Author Name: StartRight
Finding pure and uncontaminated food in this era is a bliss. But what does one eat that doesn’t affect their health??
Bacteria that are resistant to antibiotics that should destroy them, are often known as ‘superbugs’. Antibiotics are given to animals to treat infections or in farm animal feed to promote growth and prevent infection in high mass production. When farmers give animals antibiotics readily, their body develops drug-resistance bacteria. This bacteria gets passed to humans by meat.
Most common superbugs are methicillin-resistant Staphylococcus aureus (MRSA) and Clostridium difficile (C.Diff). These species are difficult to treat because they have an extra outer membrane that shields them from the drugs.
Clostridioides difficile, also known as C. difficile or C. diff. is a bacterium that causes many symptoms ranging from diarrhoea to the inflammation (swelling) of the colon. The infection usually spreads through unhygienic slaughter of infected animals or their faeces. This mostly affects the elderly who are in hospitals or health care facilities for longer periods of time.
Pig-derived C.diff. is the most deadly because the same human strain that’s increasingly emerging in the community outside of hospitals is the major strain among pigs. Contamination of pigs by superbugs such as C. difficile and MRSA at the farm production level is immense. Farmers would rather give the animals higher doses of antibiotics if an outbreak spreads, than provide spacious and hygienic conditions.
Most food safety guidelines recommend cooking pork to an internal temperature of 145°F, which is the official USDA recommendation for pork. But recent studies show that C. diff spores can survive heating at 174°F, therefore caution is recommended while using meat these days.
Methicillin-resistant Staphylococcus aureus (MRSA) is a bacteria that is genetically distinct from other strains of Staphylococcus aureus. MRSA is responsible for several difficult-to-treat infections in humans. The disease can cause painful skin infections. In some cases, MRSA can infect other parts of the body and cause life-threatening conditions, including sepsis.
According to a 2007 study published in Emerging Infectious Diseases, there were about 11,400 deaths related to Staphylococcus aureus infection, of which about 6,600 were MRSA-related in 2005. Approximately 5% of patients in U.S. hospitals carry MRSA in their nose or on their skin.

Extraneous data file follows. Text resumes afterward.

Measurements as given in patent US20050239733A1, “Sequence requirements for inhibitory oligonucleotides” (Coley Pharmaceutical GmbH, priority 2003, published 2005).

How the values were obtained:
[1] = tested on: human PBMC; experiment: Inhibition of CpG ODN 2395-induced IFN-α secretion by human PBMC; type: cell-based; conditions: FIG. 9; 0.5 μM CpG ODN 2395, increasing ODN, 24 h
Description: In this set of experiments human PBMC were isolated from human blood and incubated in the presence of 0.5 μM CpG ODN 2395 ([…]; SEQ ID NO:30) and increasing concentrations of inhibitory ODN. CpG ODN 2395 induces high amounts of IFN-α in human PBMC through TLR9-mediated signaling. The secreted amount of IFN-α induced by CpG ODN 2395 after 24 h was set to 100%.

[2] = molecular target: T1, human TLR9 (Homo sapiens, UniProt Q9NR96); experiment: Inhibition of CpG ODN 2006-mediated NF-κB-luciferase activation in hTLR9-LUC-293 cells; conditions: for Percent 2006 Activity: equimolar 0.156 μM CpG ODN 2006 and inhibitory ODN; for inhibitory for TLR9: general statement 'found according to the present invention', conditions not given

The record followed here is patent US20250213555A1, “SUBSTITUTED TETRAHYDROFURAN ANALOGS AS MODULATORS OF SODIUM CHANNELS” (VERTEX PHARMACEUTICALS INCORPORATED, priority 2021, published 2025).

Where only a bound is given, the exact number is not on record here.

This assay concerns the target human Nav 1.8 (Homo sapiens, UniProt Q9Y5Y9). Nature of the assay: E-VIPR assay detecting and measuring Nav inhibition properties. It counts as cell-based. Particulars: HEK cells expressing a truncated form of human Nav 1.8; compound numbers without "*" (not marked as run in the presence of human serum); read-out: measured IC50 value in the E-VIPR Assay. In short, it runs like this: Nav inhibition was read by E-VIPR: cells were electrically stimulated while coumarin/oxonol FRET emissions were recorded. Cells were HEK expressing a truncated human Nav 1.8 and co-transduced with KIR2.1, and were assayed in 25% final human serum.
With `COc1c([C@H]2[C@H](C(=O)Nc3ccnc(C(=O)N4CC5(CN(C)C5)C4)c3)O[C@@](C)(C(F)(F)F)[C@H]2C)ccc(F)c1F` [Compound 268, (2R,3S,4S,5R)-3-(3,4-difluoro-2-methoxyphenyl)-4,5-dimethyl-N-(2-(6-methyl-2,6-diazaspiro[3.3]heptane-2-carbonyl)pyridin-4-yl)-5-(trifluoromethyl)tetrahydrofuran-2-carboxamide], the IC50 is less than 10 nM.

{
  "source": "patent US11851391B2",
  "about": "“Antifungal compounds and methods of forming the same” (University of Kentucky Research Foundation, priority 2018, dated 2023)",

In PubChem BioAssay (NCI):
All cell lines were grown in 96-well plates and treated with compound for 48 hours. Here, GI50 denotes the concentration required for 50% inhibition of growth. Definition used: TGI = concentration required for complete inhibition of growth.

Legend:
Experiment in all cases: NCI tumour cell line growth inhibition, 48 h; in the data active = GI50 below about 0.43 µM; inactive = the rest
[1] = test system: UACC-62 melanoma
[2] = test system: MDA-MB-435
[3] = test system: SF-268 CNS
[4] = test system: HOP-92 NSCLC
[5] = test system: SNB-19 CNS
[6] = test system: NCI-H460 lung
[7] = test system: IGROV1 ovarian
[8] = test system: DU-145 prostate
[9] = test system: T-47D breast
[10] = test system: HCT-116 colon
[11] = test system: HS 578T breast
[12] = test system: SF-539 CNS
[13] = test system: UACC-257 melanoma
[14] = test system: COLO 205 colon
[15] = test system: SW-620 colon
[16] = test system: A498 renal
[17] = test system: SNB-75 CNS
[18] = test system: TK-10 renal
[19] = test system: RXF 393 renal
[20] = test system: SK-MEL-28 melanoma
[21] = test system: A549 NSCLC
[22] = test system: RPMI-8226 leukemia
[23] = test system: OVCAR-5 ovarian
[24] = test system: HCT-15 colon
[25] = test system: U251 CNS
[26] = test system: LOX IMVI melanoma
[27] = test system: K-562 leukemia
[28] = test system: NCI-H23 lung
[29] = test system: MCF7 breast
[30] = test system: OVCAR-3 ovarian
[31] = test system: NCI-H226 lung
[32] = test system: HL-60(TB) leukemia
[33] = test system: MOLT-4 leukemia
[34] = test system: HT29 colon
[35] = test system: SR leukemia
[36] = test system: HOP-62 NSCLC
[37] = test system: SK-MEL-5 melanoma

For healthy people with strong immune systems, this bacteria may not be harmful. They can be carriers and infect other people with weak immune systems or underlying health conditions. This could spread by simple contact.
MRSA present in retail meat can be a major spread cause. It spreads to the food industry and to our homes. Contaminating our surfaces, cuttings boards, knives and whatever it comes in contact with. Making us more prone to getting infected by this bacteria.
It is advised to wash your hands repetitively and thoroughly after cleaning meat.
Antibiotic resistance is a serious threat to health and food security, according to the World Health Organization. Research and testings show that antibiotic-resistant bacteria were found on 62 per cent of ground beef; 79 per cent of ground turkey samples tested; 71 per cent of pork chops; and 36 per cent of chicken breasts, wings and thighs.
According to the Environmental Working Group, a non-profit environmental research organization, nearly 80 per cent of meat in U.S. supermarkets contains antibiotic-resistant bacteria. More than two million people fall sick every year with antibiotic-resistant infections in the United States, with at least 23,000 dying as a result.
Pathogens from the animals are harmful to the human gut. The medicine we have to take in order to get rid of these bacteria also destroy the ‘good’ bacteria in our digestive system which aids in the breaking down of food and fats.
When farm animals are given drugs in the form of antibiotics or growth promoting feed, it has diverse effects. It affects every one of us. Farmers should be reluctant to use drug overdose until scientists come up with an alternative to antibiotics. Until then we all can stay precautious and focus on a more vegetative diet. No one has to go full-on vegan, but moving towards a more plant-based diet can help reduce the risk of meat-related diseases. Besides, fruits, vegetables and green plants provide numerous health benefits to our body. They are full of essential minerals and vitamins, which make the body strong.